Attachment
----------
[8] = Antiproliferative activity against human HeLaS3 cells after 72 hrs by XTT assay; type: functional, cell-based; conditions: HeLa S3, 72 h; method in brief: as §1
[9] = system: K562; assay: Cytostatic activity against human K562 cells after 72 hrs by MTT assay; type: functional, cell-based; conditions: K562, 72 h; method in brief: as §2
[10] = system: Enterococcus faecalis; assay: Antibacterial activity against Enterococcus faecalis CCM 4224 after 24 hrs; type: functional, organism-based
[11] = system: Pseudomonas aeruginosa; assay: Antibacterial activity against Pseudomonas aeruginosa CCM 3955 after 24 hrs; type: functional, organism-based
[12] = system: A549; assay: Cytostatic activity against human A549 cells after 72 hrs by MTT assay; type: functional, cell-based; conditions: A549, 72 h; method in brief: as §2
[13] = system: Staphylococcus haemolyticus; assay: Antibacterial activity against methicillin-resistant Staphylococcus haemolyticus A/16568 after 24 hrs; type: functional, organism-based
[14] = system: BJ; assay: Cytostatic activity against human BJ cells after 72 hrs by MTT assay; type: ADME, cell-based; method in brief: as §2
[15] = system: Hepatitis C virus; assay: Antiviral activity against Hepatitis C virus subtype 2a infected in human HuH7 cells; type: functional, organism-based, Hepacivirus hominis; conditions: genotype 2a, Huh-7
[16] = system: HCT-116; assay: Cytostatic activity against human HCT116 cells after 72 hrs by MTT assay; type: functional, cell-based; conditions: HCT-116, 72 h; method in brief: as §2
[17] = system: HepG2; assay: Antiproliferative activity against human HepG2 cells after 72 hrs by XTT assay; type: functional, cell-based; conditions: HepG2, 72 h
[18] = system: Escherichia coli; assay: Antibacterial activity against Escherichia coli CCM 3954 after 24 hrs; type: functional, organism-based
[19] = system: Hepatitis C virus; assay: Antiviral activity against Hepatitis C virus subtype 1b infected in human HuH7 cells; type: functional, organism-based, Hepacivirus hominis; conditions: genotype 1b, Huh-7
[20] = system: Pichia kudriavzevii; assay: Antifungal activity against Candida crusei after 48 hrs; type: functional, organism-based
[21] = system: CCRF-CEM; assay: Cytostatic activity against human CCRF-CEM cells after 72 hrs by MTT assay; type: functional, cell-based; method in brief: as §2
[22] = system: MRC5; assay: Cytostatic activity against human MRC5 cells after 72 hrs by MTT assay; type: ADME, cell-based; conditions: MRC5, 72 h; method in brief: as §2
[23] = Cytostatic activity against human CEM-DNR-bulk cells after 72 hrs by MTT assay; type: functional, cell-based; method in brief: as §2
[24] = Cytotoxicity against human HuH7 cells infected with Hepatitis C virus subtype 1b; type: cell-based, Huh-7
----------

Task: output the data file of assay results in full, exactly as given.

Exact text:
[8] = Antiproliferative activity against human HeLaS3 cells after 72 hrs by XTT assay; type: functional, cell-based; conditions: HeLa S3, 72 h; method in brief: as §1
[9] = system: K562; assay: Cytostatic activity against human K562 cells after 72 hrs by MTT assay; type: functional, cell-based; conditions: K562, 72 h; method in brief: as §2
[10] = system: Enterococcus faecalis; assay: Antibacterial activity against Enterococcus faecalis CCM 4224 after 24 hrs; type: functional, organism-based
[11] = system: Pseudomonas aeruginosa; assay: Antibacterial activity against Pseudomonas aeruginosa CCM 3955 after 24 hrs; type: functional, organism-based
[12] = system: A549; assay: Cytostatic activity against human A549 cells after 72 hrs by MTT assay; type: functional, cell-based; conditions: A549, 72 h; method in brief: as §2
[13] = system: Staphylococcus haemolyticus; assay: Antibacterial activity against methicillin-resistant Staphylococcus haemolyticus A/16568 after 24 hrs; type: functional, organism-based
[14] = system: BJ; assay: Cytostatic activity against human BJ cells after 72 hrs by MTT assay; type: ADME, cell-based; method in brief: as §2
[15] = system: Hepatitis C virus; assay: Antiviral activity against Hepatitis C virus subtype 2a infected in human HuH7 cells; type: functional, organism-based, Hepacivirus hominis; conditions: genotype 2a, Huh-7
[16] = system: HCT-116; assay: Cytostatic activity against human HCT116 cells after 72 hrs by MTT assay; type: functional, cell-based; conditions: HCT-116, 72 h; method in brief: as §2
[17] = system: HepG2; assay: Antiproliferative activity against human HepG2 cells after 72 hrs by XTT assay; type: functional, cell-based; conditions: HepG2, 72 h
[18] = system: Escherichia coli; assay: Antibacterial activity against Escherichia coli CCM 3954 after 24 hrs; type: functional, organism-based
[19] = system: Hepatitis C virus; assay: Antiviral activity against Hepatitis C virus subtype 1b infected in human HuH7 cells; type: functional, organism-based, Hepacivirus hominis; conditions: genotype 1b, Huh-7
[20] = system: Pichia kudriavzevii; assay: Antifungal activity against Candida crusei after 48 hrs; type: functional, organism-based
[21] = system: CCRF-CEM; assay: Cytostatic activity against human CCRF-CEM cells after 72 hrs by MTT assay; type: functional, cell-based; method in brief: as §2
[22] = system: MRC5; assay: Cytostatic activity against human MRC5 cells after 72 hrs by MTT assay; type: ADME, cell-based; conditions: MRC5, 72 h; method in brief: as §2
[23] = Cytostatic activity against human CEM-DNR-bulk cells after 72 hrs by MTT assay; type: functional, cell-based; method in brief: as §2
[24] = Cytotoxicity against human HuH7 cells infected with Hepatitis C virus subtype 1b; type: cell-based, Huh-7